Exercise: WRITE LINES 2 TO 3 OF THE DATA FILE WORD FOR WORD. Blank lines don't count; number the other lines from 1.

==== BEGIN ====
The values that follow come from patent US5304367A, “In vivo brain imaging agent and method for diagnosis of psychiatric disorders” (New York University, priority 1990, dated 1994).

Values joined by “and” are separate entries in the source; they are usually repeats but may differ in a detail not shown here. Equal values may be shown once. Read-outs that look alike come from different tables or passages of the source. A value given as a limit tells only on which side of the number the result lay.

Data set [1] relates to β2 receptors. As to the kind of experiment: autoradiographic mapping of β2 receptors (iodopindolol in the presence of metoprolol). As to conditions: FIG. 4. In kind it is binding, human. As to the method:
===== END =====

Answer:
Values joined by “and” are separate entries in the source; they are usually repeats but may differ in a detail not shown here. Equal values may be shown once. Read-outs that look alike come from different tables or passages of the source. A value given as a limit tells only on which side of the number the result lay.

Data set [1] relates to β2 receptors. As to the kind of experiment: autoradiographic mapping of β2 receptors (iodopindolol in the presence of metoprolol). As to conditions: FIG. 4. In kind it is binding, human. As to the method: